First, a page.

Take the 2-minute tour ×
Stack Overflow is a question and answer site for professional and enthusiast programmers. It's 100% free, no registration required.
$text =~ s/(cat|tomatoes)/ ${{ qw<tomatoes cat cat tomatoes> }}{$1} /ge;

And I can't replace ${{ qw<tomatoes cat cat tomatoes> }}{$1} with { qw<tomatoes cat cat tomatoes> }->{$1},why?

UPDATE

  5 @array = qw<a b c d>;
  6 $ref = \@array;
  7 @{$ref} = qw<1 2 3 4>;
  8 #@$ref = qw<1 2 3 4>;//also works
  9 print "@array";

So it indicates neither {} nor ${} is required to dereferencing,the {} is only required when ambiguity arises,and $ only in scalar context.

share|improve this question
add comment

3 Answers

up vote 10 down vote accepted
${{ qw<tomatoes cat cat tomatoes> }}{$1} 

is

my $ref = { qw<tomatoes cat cat tomatoes> };
${ $ref }{$key}

The inner brackets form an anonymous hash constructor. It creates a hash, assigns the contents of the brackets to it, then returns a reference to it.

The outer brackets are part of the hash dereference. They can be omitted (e.g. $$ref{$key} instead of ${$ref}{$key}) when unambiguous (e.g. when dereferencing a simple scalar), but this is not such a circumstance.

One can also dereference using the arrow notation, so one could also have used

{ qw<tomatoes cat cat tomatoes> }->{$1} 

The difference is that the version being used is simply a variable lookup, so it doesn't require /e, while the latter is Perl code, so it does require /e.


If you had just

${ qw<tomatoes cat cat tomatoes> }{$1} 

that would be the same as

${ "tomatoes" }{$1} 

since qw() in scalar context returns the last value. That, in turn, is the same as

$tomatoes{$1} 

(except that use strict; wouldn't allow it) and that's obviously not what you want.

share|improve this answer
    
@new_perl, I've added to my answer. –  ikegami Jun 28 '11 at 6:40
    
I've updated with what I'm doubting about above.Say,I need a final confirm of my conclusion. –  new_perl Jun 28 '11 at 7:04
1  
@new_perl, "and $ only in scalar context" is wrong. See Dereferencing Syntax –  ikegami Jun 28 '11 at 8:42
add comment

The outer brackets dereference the anonymous hash created by the inner brackets.

Update for clarification: The second format you use would work if you give the compiler a clue by putting a + in front of it:

+{ qw<tomatoes cat cat tomatoes }->{$1}

share|improve this answer
    
@DavidO,I never heard that {} is used for dereference before.Is that true? –  new_perl Jun 28 '11 at 5:48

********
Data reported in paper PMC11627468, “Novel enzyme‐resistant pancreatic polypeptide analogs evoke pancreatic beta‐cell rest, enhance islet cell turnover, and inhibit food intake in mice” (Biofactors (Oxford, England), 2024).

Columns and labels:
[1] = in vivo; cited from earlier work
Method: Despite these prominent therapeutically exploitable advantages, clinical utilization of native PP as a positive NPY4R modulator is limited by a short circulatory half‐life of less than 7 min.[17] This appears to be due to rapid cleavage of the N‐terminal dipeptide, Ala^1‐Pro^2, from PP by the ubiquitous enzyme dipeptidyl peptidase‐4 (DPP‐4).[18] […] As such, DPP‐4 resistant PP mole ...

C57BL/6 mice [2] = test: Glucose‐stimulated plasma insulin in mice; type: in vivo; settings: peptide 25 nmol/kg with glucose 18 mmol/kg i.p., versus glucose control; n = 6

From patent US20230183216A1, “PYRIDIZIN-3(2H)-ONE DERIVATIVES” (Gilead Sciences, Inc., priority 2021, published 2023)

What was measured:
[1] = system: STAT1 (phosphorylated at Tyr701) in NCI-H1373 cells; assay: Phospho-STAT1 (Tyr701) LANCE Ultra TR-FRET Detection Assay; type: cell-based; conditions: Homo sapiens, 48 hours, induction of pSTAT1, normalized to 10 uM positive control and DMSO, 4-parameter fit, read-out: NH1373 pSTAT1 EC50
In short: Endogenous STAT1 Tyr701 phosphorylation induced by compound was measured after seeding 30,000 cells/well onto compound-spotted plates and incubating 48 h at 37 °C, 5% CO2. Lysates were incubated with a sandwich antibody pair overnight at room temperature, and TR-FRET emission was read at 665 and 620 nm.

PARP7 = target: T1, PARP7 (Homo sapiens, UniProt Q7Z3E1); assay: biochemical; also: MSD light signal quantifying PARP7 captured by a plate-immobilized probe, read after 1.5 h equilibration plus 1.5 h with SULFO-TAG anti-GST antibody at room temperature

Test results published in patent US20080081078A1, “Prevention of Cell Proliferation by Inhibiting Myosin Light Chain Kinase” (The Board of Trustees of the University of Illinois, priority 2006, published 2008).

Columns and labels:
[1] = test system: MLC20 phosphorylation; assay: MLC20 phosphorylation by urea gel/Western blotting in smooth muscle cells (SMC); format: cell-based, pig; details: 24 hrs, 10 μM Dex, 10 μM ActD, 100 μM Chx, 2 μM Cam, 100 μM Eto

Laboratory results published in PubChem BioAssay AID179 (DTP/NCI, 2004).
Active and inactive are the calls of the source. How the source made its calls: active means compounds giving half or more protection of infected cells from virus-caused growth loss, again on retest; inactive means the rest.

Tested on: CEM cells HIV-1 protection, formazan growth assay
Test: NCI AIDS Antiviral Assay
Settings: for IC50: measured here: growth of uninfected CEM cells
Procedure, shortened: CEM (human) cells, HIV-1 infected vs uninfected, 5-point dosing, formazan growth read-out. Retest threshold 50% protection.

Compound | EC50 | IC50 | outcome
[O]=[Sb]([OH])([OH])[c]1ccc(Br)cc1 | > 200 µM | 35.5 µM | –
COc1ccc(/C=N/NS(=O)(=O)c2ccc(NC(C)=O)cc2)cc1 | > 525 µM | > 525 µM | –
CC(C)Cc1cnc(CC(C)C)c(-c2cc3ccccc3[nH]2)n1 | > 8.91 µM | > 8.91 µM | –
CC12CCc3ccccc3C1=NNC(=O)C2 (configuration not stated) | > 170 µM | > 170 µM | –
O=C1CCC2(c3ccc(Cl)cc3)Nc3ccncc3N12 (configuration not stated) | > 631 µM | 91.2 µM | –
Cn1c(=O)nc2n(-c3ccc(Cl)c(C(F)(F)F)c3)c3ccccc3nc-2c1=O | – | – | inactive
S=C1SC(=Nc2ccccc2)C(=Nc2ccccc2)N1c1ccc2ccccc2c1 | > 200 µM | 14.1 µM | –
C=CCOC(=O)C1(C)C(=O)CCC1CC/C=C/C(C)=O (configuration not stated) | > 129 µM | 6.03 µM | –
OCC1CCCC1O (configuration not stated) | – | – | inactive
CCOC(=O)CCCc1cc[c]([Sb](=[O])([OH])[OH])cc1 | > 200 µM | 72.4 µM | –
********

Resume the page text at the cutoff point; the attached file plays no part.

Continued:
What does the additional + do? –  new_perl Jun 28 '11 at 5:50
    
In the case of ${{qw........, the ${ dereferences the anonymous hash created with the anonymous hash constructor {}. The second case is syntactically ambiguous to the compiler unless you give it a clue as to your intent. The + causes the compiler to see the {} as an expression (a hash constructor) rather than a code block. –  DavidO Jun 28 '11 at 5:52
    
@DavidO,isn't $ enough to derefefence it,like in the case $$r{key},why is ${ mandated here? –  new_perl Jun 28 '11 at 5:55
    
@new_perl: ${} dereferences 'something'. But it needs a reference to dereference. The anonymous hash constructor {} nested in there creates a hash reference with, in your case, two elements inside it (2 key/value pairs). Imagine ${[ qw/this that the other/]}[0] or ${$some_scalar}. Hash, array, scalar; consistent behavior. –  DavidO Jun 28 '11 at 5:58
show 9 more comments

The Perl parser is getting mixed up about what you mean by the {} around qw. Instead of using the curly braces to create a hash ref it sees the curly braces as creating a code block. You can force {} to mean "create a hash" by putting a plus sign in front of it:

$text='The cat ate the bacon'; $text =~ s/(cat|tomatoes)/ +{qw(tomatoes cat cat tomatoes)}->{$1} /ge; print "The text is now $text\n";

This prints "The text is now The tomatoes ate the bacon"

See the section on creating hash references here: http://perldoc.perl.org/perlref.html

share|improve this answer
add comment

Your Answer

 
discard

By posting your answer, you agree to the privacy policy and terms of service.

Not the answer you're looking for? Browse other questions tagged or ask your own question.